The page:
Can You Buy The N-Word?

This isn’t a post to justify saying the n-word. So relax. While driving in the car the other day a song came on the radio that was edited so you didn’t hear the dreaded word. And I got to thinking – Is it OK for me, a typical suburban white man, to sing along to every lyric in a song, that includes that word?

The only time you hear that word is in songs or movies anymore. If it’s in a movie it’s to let you know that whoever said it is really really racist and white, or a gangsta. But in songs, it’s used in choruses, verses and sometimes even the persons name. If you are an artist, and I use that term loosely since we are talking about rap here, don’t you want your song replayed and memorized and sang along to? I would think so.

There is a scene in Office Space where Michael Bolton is stuck in traffic singing along to his CD. When he sees a black guy walking down the street, he turns the song down and is quiet – because of the content and the n-word is involved. After the guy passes he turns the song back up and starts singing along again. And I am pretty sure that’s how 90% of people would handle that situation. But he paid money for the CD, obviously is a fan, is making that artist money – but can he really sing along to all of the lyrics? I know I don’t turn my Cher or Backstreet Boys CD’s down or quit singing along when my gay friends walk by. . .

You know how every now and then someone will let something incredibly racist slip and immediately follow it up with ‘It’s OK, I have black/gay/Jewish friends’? Ever noticed how the friends they are referring to are never there? But if this was true – are there little sub-groups going around granting permission to use certain words? I doubt it. Because otherwise you would have heard a white rapper use the word by now. And that is why I am almost positive you can’t sing the word out loud.

(Now remember I was born and raised in Utah) I believe that my generation is far enough removed from the origins and conflicts up til the 60’s when that word had it’s most power in the hurtful and derogatory connotations. This generation has no experience in the Civil War, race wars, riots, affirmative action, segregation. . . I only know of that from history books. I had to watch All In The Family to learn about that word.

So growing up with that context, and all of the money you have ever paid for a song or movie with that word – can you say it along with them either quoting or singing it? I know it is silly and pointless because obviously you never would, but I find it odd that are things out there that you can buy, own, produce, support and publicly play – but you are not allowed to say.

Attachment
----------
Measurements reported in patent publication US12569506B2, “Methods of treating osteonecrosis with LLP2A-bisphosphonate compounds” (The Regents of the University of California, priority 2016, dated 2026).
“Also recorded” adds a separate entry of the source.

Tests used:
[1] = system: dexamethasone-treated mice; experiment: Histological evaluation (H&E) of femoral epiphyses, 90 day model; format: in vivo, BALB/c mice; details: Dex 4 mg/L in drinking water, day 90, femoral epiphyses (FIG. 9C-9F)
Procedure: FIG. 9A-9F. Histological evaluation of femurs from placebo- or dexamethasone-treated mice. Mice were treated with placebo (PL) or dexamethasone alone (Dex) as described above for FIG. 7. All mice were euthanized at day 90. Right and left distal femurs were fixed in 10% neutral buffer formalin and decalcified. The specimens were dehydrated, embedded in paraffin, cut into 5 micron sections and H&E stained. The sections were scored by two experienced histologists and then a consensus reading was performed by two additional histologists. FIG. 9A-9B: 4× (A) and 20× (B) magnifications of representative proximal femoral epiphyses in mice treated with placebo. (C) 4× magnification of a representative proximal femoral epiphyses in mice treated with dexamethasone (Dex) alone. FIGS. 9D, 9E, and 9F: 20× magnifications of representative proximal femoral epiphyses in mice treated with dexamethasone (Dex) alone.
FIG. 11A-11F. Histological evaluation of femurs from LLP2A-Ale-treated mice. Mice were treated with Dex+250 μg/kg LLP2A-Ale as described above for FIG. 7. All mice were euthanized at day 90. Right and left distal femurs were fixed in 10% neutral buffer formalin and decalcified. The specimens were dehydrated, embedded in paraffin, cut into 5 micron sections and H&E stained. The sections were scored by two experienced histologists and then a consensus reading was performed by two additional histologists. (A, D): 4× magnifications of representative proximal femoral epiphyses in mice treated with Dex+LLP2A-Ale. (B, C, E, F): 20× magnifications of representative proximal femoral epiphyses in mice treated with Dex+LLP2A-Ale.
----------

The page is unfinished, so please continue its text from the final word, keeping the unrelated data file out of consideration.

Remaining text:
I like to imagine in the 90’s during an N.W.A. concert as everyone is singing along, that when that word comes up each time in a song, the noise from the crowd dropped in half just for a beat then got loud again after the word was gone. So you know what? The NAACP has the best idea. Bury the word. Everybody bury it. That solves the singing along problem and any accidental incidents at concerts. You don’t want to be singing along to the Chronic or Doggy Style (it’s been almost 20 years since those albums came out) and hear the proverbial record scratch to silence as you forgot to not sing one word. Even though most of us haven’t lived through or experienced the hurt or power from that word, it still exists to some and should be buried.

To answer the question – Just like roofies, nuclear bombs, denim jackets and Nickelback albums – you can buy them, but you should never use them.


About Zero Brass

Don't Worry About It

5 responses to “Can You Buy The N-Word?”

  1. Brandon Voeller says :

    Hmm… thought provoking!


  2. Kristan says :

    I totally agree. The BEPs use that word over and over, and I have never felt like it should be said. In the song period…..or from my lips as I “rock that body”


    • headbrass says :

      When I was younger, I didn’t think that anything should be edited or appropriate for everyone, but there are so many songs and movies that are ruined by one word or moment like that. HOWEVER. . . There is some content or stories that require those words or moments to get the impact or weight of the situation across. But the most part it is not needed.


  3. themisfortunate says :

    Great write. I feel I could have a frank discussion about this with you without getting the expected reaction of surprise at the “political incorrectness” of the topic.


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